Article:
In the News -
Friday, DECEMBER 23, 2005
County extinguishes CDF ties
In its most controversial action of 2005, the Tulare County
Board of Supervisors voted unanimously on Tuesday, Dec. 20, to terminate
the contract with the California Department of Forestry and Fire Protection
(CDF) to provide fire protection for unincorporated areas. The decisive
vote ended speculation as to whether Tulare County would create its own
fire department or continue using CDF.
The last county to end its contract with CDF for fire protection
was San Bernardino in 1997. The changing here will take at least 18 months
with the newly-created department expected to be in place by July 2007.
The termination of a relationship with CDF that lasted more
than 70 years became necessary when earlier this year a budget shortfall
dictated personnel cuts and the closing of five regularly staffed fire
stations. Those cuts reduced the number of personnel on duty in Three
Rivers but meant that the Lemon Cove station had to be closed altogether.
factor that motivated me to vote for the termination was the opportunity
to someday restore staffing at Lemon Cove,” said Supervisor Alan
Ishida. “Under the CDF plan, there was no chance for Lemon Cove
to be used except by paid-call volunteers.”
Ishida said the pros, especially the long-term savings of
taxpayer dollars, would far outweigh the cons like the $1.7 million for
startup costs. Three Rivers will actually fare better than it would under
CDF’s current “Amador Plan.”
[the county] will ensure that Three Rivers is staffed,” Ishida said.
“Your local fire engine will continue to be the first responder
in medical emergencies, too.”
Once the new county fire department is organized, Ishida
said, coverage of the Three Rivers area would be the shared responsibility
of the county and the state.
county will have to pay the state something for their services,”
Ishida said. “As a result, the local fire protection should actually
The board believes there are other advantages of the move
like new training facilities in the Valley and the creation of jobs.
firefighters at age 50 who retire from the state and then take a Tulare
County job will actually be earning more,” Ishida said. “For
some of the younger CDF employees who now only work in the busy summer
season, they will have the opportunity to work full time for the county.”
One seasonal said he hates to see the end for CDF but will
personally be better off.
"I was raised here in Tulare County, my wife and I have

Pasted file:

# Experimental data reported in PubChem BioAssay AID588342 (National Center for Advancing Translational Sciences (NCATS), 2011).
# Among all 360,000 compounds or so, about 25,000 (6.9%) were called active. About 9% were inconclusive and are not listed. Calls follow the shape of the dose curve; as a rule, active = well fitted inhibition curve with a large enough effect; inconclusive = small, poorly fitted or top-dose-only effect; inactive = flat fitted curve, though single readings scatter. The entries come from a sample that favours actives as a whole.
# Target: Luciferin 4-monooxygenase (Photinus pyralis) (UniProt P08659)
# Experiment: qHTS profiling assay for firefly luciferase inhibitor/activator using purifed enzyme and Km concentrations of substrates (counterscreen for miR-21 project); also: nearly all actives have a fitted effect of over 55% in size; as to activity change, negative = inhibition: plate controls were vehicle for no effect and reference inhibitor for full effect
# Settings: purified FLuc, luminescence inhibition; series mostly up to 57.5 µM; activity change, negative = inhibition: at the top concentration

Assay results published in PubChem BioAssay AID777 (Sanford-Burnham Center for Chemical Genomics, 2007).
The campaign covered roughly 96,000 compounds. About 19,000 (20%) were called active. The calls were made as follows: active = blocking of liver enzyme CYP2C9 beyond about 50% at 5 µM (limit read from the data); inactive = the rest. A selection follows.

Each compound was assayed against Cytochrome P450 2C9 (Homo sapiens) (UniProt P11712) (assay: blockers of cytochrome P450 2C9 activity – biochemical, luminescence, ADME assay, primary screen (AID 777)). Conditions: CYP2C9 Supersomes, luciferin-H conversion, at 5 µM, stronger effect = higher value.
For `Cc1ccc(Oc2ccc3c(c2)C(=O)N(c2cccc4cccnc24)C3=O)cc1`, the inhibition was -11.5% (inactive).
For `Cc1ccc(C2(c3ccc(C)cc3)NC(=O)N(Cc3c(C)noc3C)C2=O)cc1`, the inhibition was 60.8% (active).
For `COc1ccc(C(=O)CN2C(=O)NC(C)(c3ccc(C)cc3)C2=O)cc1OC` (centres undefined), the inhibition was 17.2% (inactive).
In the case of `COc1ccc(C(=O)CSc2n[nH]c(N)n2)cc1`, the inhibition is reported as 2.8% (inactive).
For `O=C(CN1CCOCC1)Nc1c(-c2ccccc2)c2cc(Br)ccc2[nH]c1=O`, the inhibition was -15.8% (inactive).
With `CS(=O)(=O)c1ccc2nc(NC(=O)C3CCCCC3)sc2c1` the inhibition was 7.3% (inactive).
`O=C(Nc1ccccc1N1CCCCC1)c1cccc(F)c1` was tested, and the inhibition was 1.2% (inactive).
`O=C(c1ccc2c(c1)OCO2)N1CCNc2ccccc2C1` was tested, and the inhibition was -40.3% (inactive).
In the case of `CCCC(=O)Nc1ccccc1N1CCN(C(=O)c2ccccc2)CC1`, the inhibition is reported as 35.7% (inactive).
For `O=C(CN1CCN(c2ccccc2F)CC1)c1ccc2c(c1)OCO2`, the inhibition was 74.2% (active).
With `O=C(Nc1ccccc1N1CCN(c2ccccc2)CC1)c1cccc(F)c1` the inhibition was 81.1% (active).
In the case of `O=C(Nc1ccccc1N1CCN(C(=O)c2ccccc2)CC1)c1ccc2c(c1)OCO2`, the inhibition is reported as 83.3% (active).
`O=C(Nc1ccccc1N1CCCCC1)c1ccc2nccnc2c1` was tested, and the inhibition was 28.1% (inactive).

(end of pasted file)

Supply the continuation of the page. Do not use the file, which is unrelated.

a new baby, and we want to stay here,” said the CDF seasonal, who
asked that his name not be used. “If I stay with CDF, I have to
go where they send me. With the new Tulare County department, I’m
in line for a full-time job right here.”
In other county news, the annual review of the Kaweah River
Management Plan that regulates whitewater rafting on the Kaweah was also
on last Tuesday’s agenda of the regular board meeting. Ishida said
there were no complaints in the extended and, at times, busy 2005 season.
seems happy with how the ordinance works,” Ishida said. “It
[the regulatory ordinance] has really helped to defuse the trespassing
This past week, just in time for holiday gifting, Ishida
presented two local checks. The Three Rivers/Lemon Cove Business Association
received $1,000 for tourist promotions and the Lemon Cove Woman’s
Club received $500 for maintenance on the historic Pogue Hotel that also
serves as their headquarters.
50 years ago: December 23, 1955
NORTH FORK BRIDGE, gone. Dinely Bridge, gone. Pumpkin Hollow
Bridge approach, gone. South Fork bridge on Highway 198, gone.
HOMES WASHED AWAY. Businesses flooded. Cars destroyed.
Residents stranded. Livestock washed away. Pets lost.
MUD IN THE STREETS. Standing water in pastures, fields, and
orchards. Debris blocking roadways and piled up in yards.
EXPLOSIONS. FIRES. Rockslides. Mudslides.
THIS WAS WHAT Three Rivers residents endured exactly 50 years
ago today, in the early-morning hours of Dec. 23, 1955. There was no Christmas
in Three Rivers that year as residents were stranded, the town was cut
off from outside assistance, there were no basic services, and many were
PRESENTS AND CHRISTMAS trees and hopes of a happy holiday
washed down the river along with several houses. There were some close
calls, narrow escapes, a night of harrowing rescue operations, and lots
of heroic actions by townsfolk, but not a single human life was lost,
NEXT WEEK, A special section will commemorate the Flood of
High Sierra blooms adorn
Arthur “Shaz” Shahzade is a well-known figure
in Visalia. After all, he was a high school biology teacher for 49 years.
In addition, he coached high school baseball for 24 years.
He even has a stadium named in his honor.
Upon his retirement, Shaz branched out, so to speak, and
published Wildflowers of California (2001). Now in its third printing,
the new updated version contains 32 additional flowers, most of which
grow at or above 5,000 feet in elevation.
first edition did a pretty good job covering the flowers on the valley
floor and in the foothills,” said Shaz. “However, it was a
little weak on the upper Sierra flowers. I think it is now a better book
with better balance.”
The book is dedicated to the late Sam Pusateri (1912-1995),
a Three Rivers resident, biologist, author, and College of the Sequoias
For a Three Rivers resident, owning a wildflower identification
guide is as important as obtaining food and shelter. This book is available
locally at Anne Lang’s Emporium, Foothills Visitor Center, Reimer’s
Candies, and the Commonwealth office.